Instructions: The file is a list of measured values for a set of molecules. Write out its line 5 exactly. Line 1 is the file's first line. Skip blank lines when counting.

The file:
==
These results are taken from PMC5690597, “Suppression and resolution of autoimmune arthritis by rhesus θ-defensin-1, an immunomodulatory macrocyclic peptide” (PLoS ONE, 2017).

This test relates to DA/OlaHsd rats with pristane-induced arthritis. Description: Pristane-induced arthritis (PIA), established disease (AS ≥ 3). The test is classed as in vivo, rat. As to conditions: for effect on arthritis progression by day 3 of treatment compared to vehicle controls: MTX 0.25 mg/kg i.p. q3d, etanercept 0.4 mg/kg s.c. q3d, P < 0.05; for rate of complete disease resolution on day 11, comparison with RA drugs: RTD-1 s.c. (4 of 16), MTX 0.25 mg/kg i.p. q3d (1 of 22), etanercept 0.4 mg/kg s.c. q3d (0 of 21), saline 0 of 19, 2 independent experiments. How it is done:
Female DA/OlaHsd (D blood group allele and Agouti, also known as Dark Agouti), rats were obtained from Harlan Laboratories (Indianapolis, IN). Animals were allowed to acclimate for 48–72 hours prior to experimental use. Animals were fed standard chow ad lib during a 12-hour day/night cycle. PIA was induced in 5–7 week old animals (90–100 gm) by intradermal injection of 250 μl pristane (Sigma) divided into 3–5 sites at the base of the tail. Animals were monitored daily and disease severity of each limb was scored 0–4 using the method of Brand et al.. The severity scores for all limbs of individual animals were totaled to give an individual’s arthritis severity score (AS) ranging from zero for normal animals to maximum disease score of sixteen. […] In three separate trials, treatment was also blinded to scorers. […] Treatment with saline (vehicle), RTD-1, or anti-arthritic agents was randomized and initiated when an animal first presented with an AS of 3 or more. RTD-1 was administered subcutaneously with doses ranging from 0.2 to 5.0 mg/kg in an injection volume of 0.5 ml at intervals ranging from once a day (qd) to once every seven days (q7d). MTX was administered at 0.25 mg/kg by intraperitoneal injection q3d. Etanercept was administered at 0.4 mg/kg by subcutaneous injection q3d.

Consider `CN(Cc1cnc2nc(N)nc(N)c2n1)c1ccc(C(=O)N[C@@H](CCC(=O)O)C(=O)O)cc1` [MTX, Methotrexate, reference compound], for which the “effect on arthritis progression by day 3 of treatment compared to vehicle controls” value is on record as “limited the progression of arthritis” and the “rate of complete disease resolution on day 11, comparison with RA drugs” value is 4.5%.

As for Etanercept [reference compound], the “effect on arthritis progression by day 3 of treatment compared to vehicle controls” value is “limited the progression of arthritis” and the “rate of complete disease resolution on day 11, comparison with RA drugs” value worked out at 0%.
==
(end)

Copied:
As for Etanercept [reference compound], the “effect on arthritis progression by day 3 of treatment compared to vehicle controls” value is “limited the progression of arthritis” and the “rate of complete disease resolution on day 11, comparison with RA drugs” value worked out at 0%.